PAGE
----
In Goetzke, the Seventh Circuit Court of Appeals considered whether a provision of Indiana law, which gave the state worker's compensation board exclusive jurisdiction to determine whether an employer's worker's compensation administrator or carrier "has committed an independent tort in adjusting or settling a claim for compensation," denied the plaintiff the ability to assert a remediable tortious interference claim against his former employer's worker's compensation administrator. Id. at 779. The Court, after holding that the statute did not deprive the district court of its subject matter jurisdiction, held that the statute did not bar the plaintiff's claim because the defendant compensation administrator did not commit the alleged tort "in the context of adjusting or settling a claim for benefits," i.e. the claim did not fall within the purview of the worker's compensation board's exclusive jurisdiction. Id. at 779.

Here, given that Article 40.210 precludes any judicial action from being brought against the Plan or Commissioner, once the Commissioner had been appointed as liquidator, the district court appropriately (if only impliedly) dismissed MRCo's claim for failure to state a claim pursuant to Fed. R. Civ. P. 12(b)(6), rather than for lack of subject matter jurisdiction pursuant to Fed. R. Civ. P. 12(b)(1). See, e.g., Goetzke, 280 F.3d at 779 ("If state substantive law has denied a plaintiff a remedy for his cause of action, the district court [sitting in diversity] must dismiss the complaint for failure to state a claim upon which relief may be granted.").

To hold that the district court may entertain MRCo's claims would, in effect, create a cause of action for MRCo that is denied to citizens of Puerto Rico who are unable to invoke the jurisdiction of the federal courts through diversity. That being said, our decision does not strand MRCo without a potential remedy for the wrong it alleges; it simply clarifies that the remedy, if any, lies with the liquidation proceedings rather than in the federal district court. See P.R. Laws Ann. tit. 26, § 4036(2) (providing that after the liquidator denies a claim, the claimant may resort to a review by the Court of First Instance).8 We must therefore turn back MRCo's appeal and affirm the judgment of the district court.


1. Of the District of Rhode Island, sitting by designation.

2. The record reflects that MRCo's parent corporation, ULLICO Inc., undertook at least some of the actions that preceded this litigation. For simplicity, however, we refer to MRCo and ULLICO collectively as "MRCo."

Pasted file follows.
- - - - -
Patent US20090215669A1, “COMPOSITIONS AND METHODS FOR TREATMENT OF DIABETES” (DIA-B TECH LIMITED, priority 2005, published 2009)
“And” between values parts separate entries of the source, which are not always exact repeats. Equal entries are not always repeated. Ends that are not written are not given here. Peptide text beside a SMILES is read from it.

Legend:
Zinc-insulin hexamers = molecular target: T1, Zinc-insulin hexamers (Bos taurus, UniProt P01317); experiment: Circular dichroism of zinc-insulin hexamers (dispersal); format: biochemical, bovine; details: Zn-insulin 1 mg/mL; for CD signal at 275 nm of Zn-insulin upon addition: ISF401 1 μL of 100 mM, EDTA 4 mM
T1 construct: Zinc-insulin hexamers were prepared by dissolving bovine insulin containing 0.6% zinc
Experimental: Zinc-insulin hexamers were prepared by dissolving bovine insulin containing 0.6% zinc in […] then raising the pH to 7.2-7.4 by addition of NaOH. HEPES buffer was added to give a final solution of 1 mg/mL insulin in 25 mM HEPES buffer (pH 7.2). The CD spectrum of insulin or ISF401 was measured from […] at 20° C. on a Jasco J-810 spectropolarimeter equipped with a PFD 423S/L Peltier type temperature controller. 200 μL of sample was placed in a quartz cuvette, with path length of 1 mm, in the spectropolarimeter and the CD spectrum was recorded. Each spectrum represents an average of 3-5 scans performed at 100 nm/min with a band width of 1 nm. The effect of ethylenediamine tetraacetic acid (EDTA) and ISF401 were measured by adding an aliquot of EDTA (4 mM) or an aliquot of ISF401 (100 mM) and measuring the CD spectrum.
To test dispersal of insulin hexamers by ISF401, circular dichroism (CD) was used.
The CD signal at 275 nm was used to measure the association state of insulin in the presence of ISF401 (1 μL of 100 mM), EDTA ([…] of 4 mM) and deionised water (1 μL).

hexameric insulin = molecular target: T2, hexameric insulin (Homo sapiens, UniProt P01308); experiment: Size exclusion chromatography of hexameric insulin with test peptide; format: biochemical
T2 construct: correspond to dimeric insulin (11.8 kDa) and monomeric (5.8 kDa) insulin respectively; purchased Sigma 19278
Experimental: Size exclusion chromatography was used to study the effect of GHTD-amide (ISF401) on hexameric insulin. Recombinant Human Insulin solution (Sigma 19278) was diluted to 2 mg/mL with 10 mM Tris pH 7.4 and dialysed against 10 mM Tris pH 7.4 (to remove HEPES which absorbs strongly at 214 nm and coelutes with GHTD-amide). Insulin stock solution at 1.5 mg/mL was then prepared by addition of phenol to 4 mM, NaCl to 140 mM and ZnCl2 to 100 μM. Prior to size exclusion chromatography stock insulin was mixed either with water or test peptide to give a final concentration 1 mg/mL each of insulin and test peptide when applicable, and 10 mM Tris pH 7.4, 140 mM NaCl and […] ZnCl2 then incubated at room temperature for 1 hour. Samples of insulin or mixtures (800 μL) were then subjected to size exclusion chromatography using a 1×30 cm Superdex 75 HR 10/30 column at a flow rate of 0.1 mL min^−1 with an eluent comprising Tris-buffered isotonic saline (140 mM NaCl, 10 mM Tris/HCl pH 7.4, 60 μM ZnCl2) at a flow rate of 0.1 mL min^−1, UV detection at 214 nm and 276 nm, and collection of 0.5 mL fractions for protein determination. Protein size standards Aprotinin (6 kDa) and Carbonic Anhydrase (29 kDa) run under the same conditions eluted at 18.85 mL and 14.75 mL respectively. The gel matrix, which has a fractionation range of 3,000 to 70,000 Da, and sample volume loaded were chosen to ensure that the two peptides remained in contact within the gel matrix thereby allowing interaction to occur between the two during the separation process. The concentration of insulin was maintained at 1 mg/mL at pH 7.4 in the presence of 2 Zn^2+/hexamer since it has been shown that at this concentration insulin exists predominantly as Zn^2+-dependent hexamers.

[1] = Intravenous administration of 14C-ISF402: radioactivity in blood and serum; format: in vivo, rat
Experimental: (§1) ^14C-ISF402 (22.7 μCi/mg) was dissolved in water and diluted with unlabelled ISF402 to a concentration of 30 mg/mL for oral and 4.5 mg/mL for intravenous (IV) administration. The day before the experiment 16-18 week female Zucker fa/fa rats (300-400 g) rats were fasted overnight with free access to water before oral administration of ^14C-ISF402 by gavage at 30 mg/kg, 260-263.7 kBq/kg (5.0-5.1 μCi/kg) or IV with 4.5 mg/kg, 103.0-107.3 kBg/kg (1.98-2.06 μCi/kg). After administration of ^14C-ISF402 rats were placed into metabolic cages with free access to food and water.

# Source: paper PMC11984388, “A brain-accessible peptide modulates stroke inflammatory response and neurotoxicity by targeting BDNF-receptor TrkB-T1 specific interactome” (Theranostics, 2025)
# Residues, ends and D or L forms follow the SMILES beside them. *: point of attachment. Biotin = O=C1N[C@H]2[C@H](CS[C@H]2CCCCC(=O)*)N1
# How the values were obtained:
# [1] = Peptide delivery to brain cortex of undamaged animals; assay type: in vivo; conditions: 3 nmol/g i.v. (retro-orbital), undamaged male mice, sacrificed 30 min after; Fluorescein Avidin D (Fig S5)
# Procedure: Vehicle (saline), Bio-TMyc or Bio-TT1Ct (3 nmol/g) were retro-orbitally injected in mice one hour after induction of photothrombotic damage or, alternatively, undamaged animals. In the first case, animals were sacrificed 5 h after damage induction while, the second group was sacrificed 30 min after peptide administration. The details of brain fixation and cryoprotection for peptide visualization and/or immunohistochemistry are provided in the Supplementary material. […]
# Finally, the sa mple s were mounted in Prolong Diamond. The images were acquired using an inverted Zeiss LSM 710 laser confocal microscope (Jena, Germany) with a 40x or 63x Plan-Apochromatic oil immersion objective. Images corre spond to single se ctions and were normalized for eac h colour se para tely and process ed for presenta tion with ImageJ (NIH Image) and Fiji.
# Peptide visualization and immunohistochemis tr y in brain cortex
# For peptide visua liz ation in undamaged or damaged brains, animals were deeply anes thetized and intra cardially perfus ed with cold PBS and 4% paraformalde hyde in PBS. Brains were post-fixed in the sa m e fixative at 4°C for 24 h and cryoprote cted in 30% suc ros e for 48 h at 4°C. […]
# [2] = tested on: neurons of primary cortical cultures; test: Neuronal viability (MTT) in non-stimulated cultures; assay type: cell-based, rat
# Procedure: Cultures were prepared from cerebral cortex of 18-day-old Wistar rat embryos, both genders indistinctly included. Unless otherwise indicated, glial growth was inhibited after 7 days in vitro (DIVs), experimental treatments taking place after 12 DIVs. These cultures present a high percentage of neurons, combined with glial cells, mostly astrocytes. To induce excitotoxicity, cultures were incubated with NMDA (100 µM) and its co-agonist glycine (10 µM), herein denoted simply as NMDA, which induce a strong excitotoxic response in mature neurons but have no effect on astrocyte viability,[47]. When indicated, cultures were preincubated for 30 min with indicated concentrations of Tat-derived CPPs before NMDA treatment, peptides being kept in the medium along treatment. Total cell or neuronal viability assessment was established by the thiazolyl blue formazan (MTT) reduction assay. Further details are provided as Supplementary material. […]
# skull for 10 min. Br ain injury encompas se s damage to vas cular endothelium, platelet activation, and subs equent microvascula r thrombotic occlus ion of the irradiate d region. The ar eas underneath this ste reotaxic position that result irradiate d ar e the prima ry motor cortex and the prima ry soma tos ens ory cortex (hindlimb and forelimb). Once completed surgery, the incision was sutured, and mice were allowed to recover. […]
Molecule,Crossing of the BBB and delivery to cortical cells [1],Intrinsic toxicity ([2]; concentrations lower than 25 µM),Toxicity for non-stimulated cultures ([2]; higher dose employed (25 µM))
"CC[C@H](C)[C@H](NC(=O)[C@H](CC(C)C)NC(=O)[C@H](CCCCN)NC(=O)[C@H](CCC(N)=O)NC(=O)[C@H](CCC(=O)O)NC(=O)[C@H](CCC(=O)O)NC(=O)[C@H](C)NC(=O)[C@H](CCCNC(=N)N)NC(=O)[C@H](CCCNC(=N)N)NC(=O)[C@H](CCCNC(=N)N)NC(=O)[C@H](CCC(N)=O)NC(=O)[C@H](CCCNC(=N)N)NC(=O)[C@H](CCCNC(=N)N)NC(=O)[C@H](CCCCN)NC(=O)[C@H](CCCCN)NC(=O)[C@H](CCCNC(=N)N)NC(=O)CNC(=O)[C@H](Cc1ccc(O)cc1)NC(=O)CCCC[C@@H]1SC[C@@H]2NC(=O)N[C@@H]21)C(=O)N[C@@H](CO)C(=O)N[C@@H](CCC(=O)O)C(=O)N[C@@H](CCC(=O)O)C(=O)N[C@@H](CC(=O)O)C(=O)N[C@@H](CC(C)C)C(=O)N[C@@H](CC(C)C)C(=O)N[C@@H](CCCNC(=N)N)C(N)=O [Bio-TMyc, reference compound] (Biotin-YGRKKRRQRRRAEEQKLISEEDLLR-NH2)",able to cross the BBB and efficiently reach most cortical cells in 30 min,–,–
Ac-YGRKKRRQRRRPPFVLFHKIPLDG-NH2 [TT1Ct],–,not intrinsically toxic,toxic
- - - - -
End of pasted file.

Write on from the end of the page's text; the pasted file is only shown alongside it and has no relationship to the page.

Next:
3. At the time MRCo amended its Complaint, the Commissioner was Fermin Contreras Gómez. He was succeeded by Dorelisse Juarbe-Jimenez, who replaced him as co-defendant in March 2004.

4. Translated, the name is "Health Plan for the Teachers Federation of Puerto Rico."

5. The record appears to contain slight inconsistencies as to how much money was disbursed from the escrow account. The precise amounts, whatever they may actually be, are immaterial to our decision. While the Liquidation Court has apparently reserved the precise amount of $3,612,577 until this federal case is concluded, it is enough for the present purposes to record that MRCo is seeking to recover the approximately $3.6 million that was disbursed to the Plan.

6. We are unaware of any decision by the Puerto Rico Supreme Court involving whether the Commissioner, as statutory liquidator, has the authority to determine what constitutes an "asset" of an insurer in liquidation. Therefore, we follow the rule laid down in CPC Int'l, Inc. v. Northbrook Excess & Surplus Ins. Co., 962 F.2d 77, 91 (1st Cir. 1992) (quoting West v. A.T. & T. Co., 311 U.S. 223, 237 (1940)), that "[w]here an intermediate appellate court rests its considered judgment upon the rule of law which it announces, that is a datum for ascertaining state law which is not to be disregarded by a federal court unless it is convinced by other persuasive data that the highest court of the state would decide otherwise."

7. MRCo cites to Foster v. Progress Fed. Sav. & Loan, 697 A.2d 1043 (Pa. Commw. Ct. 1997) to show that a liquidation court may lack exclusive jurisdiction where, as alleged by MRCo here, funds may have been inadvertently mingled with undisputed assets of an insurer in liquidation. However, Foster is distinguishable because it involved a suit not against a liquidator, but rather by a liquidator against a bank alleged to have violated a suspension order which froze an insurer's accounts. Id. at 1044. More importantly, the suit apparently was not brought in the face of a statute precluding any "judicial actions" against the statutory liquidator.

8. The Puerto Rico Insurance Code also provides generally for appeals from orders of the Commissioner. See P.R. Laws Ann. tit. 26, § 226.